Constitution Edit

The United Kingdom has no written consitution and its constitutional law is based on parliamentary tradition and statutory law.

The United Kingdom has a unified structure although Wales, Scotland and Northern Ireland have limited self-government. The head of state is the sovereign, currently Queen Elizabeth II, who ascended to the throne in 1952. However, the queen answers to the Prime Minister and his Cabinet and is now constitutionally required to follow their advice.

The Prime Minister serves as long as he has the confidence of the House of Commons, but elections to the House must take place at least once every five years, although the Prime Minister may call a general election at any time. An election must also be held if the Prime Minister loses a vote of non-confidence in the House and no other party leader can command a majority

The Cabinet appoints all judicial officers, who generally serve for life.

Judiciary Edit

England has a unified court system with separate courts for criminal cases and civil cases. Most minor offences, and preliminary hearings for major crimes are heard by magistrates, who are generally persons without legal training.

Decisions in the superior courts may be appealed to the Court of Appeal of England and Wales in those regions. Scotland and Northern Ireland have similar courts, with the Scottish court having a judiciary skilled in the Scottish Civil Code.

Recently, the United Kingdom created the Supreme Court of the United Kingdom, which replaced the House of Lords as the highest court in the country.

Passing laws Edit

Most bills may either be started in the House of Commons or the House of Lords, although taxation and spending bills may only be started in the Commons. A bill must have a majority vote in both houses before it becomes law, although the role of the House of Lords in blocking legislation from the Commons is now quite limited.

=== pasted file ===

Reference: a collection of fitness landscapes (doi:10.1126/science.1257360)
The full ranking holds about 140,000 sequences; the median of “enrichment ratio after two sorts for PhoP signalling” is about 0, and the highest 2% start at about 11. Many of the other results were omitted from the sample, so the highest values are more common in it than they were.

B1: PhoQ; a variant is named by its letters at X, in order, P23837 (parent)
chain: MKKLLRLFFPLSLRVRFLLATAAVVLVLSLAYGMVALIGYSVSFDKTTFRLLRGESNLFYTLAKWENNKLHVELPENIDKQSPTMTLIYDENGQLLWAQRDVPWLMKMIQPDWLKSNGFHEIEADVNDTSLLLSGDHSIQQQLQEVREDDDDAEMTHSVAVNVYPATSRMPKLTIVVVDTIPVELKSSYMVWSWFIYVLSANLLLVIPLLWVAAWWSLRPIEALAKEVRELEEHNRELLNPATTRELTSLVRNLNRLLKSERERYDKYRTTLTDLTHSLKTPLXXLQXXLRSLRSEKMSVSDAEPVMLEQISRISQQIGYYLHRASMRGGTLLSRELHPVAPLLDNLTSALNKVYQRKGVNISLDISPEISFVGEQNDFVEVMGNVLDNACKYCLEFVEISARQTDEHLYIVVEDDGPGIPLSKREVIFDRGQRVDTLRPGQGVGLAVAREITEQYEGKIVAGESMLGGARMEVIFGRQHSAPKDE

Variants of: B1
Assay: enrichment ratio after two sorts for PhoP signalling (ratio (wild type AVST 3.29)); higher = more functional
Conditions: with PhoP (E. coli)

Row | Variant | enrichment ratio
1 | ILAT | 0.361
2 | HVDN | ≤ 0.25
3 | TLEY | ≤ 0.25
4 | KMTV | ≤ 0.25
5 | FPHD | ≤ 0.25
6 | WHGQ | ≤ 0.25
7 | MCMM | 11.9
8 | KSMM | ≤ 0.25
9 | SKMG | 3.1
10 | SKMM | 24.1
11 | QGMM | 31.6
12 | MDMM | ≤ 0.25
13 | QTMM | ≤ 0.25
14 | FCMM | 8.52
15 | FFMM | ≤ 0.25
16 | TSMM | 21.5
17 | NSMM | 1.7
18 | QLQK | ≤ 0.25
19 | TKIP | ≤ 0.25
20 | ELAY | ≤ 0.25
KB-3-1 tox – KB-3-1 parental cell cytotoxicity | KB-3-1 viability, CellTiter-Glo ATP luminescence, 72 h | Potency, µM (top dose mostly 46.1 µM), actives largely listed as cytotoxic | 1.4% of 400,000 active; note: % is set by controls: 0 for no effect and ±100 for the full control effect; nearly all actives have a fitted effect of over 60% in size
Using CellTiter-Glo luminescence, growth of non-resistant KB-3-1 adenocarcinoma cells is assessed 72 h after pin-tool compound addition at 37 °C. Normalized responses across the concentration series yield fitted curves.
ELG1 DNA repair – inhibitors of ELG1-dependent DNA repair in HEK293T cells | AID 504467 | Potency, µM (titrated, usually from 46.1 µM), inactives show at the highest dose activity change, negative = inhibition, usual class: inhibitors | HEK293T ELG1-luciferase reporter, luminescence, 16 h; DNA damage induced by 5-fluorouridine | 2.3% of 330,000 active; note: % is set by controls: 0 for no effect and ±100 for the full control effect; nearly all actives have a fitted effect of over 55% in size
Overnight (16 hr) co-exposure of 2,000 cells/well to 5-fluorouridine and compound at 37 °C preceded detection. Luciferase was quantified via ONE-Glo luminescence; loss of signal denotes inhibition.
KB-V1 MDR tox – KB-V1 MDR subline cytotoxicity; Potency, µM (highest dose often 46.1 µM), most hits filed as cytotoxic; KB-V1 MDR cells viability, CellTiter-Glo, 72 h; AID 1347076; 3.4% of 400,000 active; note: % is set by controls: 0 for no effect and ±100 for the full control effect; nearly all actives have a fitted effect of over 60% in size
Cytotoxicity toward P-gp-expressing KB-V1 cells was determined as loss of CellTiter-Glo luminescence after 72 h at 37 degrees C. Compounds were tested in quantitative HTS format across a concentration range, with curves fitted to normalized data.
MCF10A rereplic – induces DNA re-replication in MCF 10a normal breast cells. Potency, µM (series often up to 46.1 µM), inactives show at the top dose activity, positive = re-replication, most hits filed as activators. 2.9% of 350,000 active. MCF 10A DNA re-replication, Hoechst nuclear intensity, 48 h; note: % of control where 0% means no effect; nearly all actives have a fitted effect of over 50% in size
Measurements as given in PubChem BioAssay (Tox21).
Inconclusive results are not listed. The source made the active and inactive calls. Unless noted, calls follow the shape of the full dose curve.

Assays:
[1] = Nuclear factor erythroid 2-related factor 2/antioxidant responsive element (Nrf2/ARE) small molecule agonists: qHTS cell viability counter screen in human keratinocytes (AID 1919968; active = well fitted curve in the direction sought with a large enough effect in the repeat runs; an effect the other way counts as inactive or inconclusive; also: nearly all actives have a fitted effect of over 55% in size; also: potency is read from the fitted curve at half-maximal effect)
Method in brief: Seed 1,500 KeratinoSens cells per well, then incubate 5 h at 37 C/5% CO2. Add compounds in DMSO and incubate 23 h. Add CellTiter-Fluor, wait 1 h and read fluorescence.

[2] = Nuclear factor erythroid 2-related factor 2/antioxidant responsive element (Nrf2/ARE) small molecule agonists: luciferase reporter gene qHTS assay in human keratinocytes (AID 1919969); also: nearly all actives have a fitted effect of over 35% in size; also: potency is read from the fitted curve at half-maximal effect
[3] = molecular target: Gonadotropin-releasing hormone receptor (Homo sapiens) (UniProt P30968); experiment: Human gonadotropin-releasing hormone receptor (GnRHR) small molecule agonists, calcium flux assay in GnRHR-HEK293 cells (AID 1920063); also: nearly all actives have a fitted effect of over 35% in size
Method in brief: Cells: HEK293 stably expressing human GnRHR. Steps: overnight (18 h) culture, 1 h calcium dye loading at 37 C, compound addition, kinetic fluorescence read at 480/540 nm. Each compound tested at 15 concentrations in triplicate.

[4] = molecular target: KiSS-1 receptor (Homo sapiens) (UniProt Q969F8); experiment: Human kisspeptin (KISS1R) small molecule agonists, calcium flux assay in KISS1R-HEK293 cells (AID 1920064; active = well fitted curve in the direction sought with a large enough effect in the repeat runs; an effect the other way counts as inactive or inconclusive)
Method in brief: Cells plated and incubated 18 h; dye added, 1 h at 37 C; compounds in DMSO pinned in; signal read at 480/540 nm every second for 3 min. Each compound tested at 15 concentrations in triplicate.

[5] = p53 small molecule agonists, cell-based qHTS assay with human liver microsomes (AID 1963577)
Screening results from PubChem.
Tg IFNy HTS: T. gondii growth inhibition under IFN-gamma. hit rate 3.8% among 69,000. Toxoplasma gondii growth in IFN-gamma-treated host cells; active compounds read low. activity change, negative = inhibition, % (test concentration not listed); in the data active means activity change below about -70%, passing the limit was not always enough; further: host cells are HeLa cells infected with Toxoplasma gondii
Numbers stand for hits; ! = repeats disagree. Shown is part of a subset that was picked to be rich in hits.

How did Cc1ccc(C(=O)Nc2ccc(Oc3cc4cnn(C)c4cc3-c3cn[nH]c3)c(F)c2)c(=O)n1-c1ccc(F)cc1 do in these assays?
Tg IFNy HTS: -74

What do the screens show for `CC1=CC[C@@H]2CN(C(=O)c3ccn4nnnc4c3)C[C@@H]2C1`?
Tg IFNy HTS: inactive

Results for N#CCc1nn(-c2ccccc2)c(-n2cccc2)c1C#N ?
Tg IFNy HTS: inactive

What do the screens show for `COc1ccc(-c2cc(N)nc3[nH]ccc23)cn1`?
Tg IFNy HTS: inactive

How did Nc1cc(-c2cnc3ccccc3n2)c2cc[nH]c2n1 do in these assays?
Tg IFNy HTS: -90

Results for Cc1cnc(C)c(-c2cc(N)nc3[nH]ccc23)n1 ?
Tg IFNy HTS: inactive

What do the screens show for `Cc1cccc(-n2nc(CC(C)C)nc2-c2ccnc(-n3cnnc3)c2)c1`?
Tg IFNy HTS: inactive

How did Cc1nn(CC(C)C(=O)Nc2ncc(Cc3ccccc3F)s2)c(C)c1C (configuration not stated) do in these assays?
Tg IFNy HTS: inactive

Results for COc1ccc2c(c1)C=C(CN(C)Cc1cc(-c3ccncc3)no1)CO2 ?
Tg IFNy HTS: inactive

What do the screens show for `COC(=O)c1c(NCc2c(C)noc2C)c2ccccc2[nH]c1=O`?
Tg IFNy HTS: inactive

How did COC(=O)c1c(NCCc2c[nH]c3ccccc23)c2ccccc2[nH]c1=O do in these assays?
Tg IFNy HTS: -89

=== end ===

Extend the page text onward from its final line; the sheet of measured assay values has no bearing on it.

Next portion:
Civil law Edit

Except for Scotland, private disputes are settled under the principles of the common law. Since the passage of the Judicature Act, law courts may heard both cases in common law and in equity.

Criminal Law Edit

The United Kingom has a unified Criminal Code, but also continues to recognize common law offences (although the last conviction under a common law offence was in the 1960s).

There is no prosecution office in England. Police are responsible for paying attorneys to appear on behalf of the Crown, and although many criminal lawyers specialize in either Crown or defence work, there is no prohibition on a lawyer appearing for the Crown at one time and for defendants at another.

England has a system of Legal Aid to pay lawyers for indigent defendants.

Legal profession Edit

Lawyers in the United Kingdom must choose between being a solicitor or a barrister, although the distinction between the two is rapidly being eliminated. Traditionally, solicitors represented clients in the Chancery or Equity courts, and barristers represented clients in Common Law courts. More recently, solicitors were allowed to "solicit" (i.e., be directly hired by) clients, but barristers could only be hired by solicitors. However, only barristers were allowed to appear in court and file pleadings in civil cases. A "firm of solicitors" is generally a partnership, but a "firm of barristers" is only a loose conglomeration of independent barristers who rent office space and share clerical help.

The education for both professions is identical, and is obtained at the undergraduate level (one "reads law" at university). After graduation, a graduate must work for a law firm and pass exams before being recognized as a member of the profession.

Barristers in London must belong to one of the four "Inns of Court" in order to practice in the city. However, in practice, the Inns take all comers and allow barristers to "squat" if they have no formal relationship with any of the firms that have offices in the Inns.

Resources Edit